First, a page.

Why? Well, a scene from the movie Glory kept turning over in my head. I wasn't able to easily find a clip, but it's something like this: Colonel Robert Gould Shaw (played by Matthew Broderick) is, on horse, going through a sort of little obstacle course in which he weaves between posts with watermelons atop them, slashing at the melons with his saber.
And something about it kept bugging me. This was in Massachusetts circa 1863. Did they have watermelon in Massachusetts in 1863?
The fruit has always mostly struck me as a southern kind of thing. When I was a kid in southern Missouri, my brother worked for a guy who, at a certain point in the summer, would lead a convoy of pickup trucks down to southern Arkansas on a Thursday afternoon, fill them with melons, drive back, and park the trucks around the county to sell the melons roadside all weekend.
I went looking, and according to Wikipedia, watermelon "was being grown in Massachusetts by 1629." So the presence of watermelon in the movie is not an anachronism (whether the little training exercise involved was a thing, I still don't know).
But that didn't stop me from thinking about watermelon. What my mind turned to next was the ingenious (but so far as I can tell, not especially popular, at least in the US) Japanese idea of growing watermelons in square boxes to shape them so that they stack more easily and stably and more of them will fit in a shipping container. And, again per Wikipedia, "[p]yramid-shaped watermelons have also been developed and any polyhedral shape may potentially be used."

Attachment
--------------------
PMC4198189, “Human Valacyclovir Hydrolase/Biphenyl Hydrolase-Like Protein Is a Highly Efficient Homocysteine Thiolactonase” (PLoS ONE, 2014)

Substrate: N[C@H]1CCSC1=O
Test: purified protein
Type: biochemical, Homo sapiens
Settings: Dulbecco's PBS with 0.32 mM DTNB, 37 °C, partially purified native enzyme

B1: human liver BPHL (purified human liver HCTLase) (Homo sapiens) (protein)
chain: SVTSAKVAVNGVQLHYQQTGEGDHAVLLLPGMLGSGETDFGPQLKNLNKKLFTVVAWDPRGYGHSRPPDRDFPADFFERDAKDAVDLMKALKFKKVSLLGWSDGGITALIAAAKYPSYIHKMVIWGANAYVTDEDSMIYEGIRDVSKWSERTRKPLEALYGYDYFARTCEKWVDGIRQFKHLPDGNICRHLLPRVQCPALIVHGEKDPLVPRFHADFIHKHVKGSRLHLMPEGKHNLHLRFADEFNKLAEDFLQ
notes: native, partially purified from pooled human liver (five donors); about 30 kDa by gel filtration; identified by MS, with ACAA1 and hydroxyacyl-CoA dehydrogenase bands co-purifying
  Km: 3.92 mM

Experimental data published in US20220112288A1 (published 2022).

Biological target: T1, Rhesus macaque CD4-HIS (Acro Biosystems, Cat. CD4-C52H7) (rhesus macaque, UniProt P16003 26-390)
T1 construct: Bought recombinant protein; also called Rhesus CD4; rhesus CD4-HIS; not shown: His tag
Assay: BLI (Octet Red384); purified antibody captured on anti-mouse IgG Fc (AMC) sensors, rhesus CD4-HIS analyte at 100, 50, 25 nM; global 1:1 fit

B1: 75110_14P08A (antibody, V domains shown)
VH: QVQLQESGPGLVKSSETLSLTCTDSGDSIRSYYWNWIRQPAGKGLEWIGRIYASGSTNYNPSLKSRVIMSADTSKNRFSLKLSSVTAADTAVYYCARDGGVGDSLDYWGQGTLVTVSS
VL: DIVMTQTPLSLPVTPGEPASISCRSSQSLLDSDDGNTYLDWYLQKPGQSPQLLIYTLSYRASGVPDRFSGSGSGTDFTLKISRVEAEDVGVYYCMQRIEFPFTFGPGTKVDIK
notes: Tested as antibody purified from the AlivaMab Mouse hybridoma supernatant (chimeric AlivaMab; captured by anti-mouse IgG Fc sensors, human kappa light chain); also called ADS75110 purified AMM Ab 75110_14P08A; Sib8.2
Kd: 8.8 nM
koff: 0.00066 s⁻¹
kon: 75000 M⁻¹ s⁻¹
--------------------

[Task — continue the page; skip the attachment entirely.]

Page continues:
At which point it occurred to me how fun it would be to grow and sell watermelon in sets of these shapes:
Photo by Vanessa Pike-Russell. Attribution-NonCommercial-NoDerivs 2.0 Generic (CC BY-NC-ND 2.0) license.
But even if there was really a market for that kind of thing, I'd need a bunch of land to grow the melons on and time and money to have them grown on any scale at all, and a mechanism for distribution and sale. None of which I have, or am likely to magically get, or am interested in doing a bunch of work trying to get (I have plenty of other work to do).
So no dice (see what I did there?).
If you're a watermelon farmer (or even a hobbyist or crank) who sees this and decides to try it, I'd love to hear about it. No, not so I can sue you. I hereby specifically renounce any potential "intellectual property" claims on the idea to the extent that any such claims could potentially exist. But if you want to send me a melon shaped like a 20-sided die, I'll take it.